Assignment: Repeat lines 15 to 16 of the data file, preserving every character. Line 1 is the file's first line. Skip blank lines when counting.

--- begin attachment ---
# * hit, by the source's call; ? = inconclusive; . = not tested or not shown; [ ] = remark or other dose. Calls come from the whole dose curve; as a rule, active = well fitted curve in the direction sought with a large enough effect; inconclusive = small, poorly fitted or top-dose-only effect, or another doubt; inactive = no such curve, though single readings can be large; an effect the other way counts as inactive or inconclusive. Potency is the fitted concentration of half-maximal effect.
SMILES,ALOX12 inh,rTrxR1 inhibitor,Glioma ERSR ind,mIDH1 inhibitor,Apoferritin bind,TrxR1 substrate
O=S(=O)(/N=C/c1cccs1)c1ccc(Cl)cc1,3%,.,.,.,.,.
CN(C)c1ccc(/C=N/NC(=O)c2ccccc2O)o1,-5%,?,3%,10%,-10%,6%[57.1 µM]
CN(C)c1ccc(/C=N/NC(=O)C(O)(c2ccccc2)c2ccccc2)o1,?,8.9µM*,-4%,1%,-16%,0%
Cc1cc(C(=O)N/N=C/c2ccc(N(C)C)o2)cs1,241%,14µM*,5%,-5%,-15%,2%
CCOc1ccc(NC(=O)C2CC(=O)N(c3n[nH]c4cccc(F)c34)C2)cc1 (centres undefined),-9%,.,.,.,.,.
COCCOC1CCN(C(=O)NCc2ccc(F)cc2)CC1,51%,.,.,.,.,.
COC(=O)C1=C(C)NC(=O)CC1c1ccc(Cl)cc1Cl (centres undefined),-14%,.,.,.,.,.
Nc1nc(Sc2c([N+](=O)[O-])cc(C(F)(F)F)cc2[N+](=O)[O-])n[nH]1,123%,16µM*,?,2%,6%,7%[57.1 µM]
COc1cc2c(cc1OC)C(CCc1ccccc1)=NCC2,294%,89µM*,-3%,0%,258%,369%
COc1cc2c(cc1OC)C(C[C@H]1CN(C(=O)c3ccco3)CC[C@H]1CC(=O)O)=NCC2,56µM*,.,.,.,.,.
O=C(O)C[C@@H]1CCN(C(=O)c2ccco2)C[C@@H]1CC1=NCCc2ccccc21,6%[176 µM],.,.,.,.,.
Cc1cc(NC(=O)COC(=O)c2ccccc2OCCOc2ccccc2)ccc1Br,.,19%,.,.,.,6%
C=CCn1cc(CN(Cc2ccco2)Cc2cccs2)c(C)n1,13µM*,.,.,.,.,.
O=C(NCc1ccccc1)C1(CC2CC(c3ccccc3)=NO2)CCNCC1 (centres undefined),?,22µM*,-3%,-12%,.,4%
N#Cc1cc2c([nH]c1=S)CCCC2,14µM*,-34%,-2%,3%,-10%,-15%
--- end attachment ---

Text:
C=CCn1cc(CN(Cc2ccco2)Cc2cccs2)c(C)n1,13µM*,.,.,.,.,.
O=C(NCc1ccccc1)C1(CC2CC(c3ccccc3)=NO2)CCNCC1 (centres undefined),?,22µM*,-3%,-12%,.,4%